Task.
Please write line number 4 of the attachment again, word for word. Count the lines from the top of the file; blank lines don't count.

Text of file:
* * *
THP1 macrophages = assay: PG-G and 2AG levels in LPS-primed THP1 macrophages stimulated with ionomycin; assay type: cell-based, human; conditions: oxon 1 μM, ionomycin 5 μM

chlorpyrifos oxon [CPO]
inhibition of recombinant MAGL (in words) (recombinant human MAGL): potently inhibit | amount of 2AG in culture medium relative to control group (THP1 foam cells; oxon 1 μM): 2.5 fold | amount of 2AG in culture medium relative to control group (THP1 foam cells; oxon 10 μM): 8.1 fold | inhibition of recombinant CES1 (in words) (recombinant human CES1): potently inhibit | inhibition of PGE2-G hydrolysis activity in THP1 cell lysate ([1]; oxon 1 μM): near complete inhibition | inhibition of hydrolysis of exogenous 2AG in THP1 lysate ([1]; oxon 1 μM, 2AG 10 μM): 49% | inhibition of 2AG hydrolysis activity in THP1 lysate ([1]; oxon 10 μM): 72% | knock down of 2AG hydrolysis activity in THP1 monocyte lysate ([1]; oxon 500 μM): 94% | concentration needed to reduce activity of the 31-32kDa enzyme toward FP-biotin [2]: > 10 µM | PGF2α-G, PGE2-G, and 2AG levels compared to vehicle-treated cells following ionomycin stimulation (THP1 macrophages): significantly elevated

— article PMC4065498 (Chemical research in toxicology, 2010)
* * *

— article PMC4065498 (Chemical research in toxicology, 2010)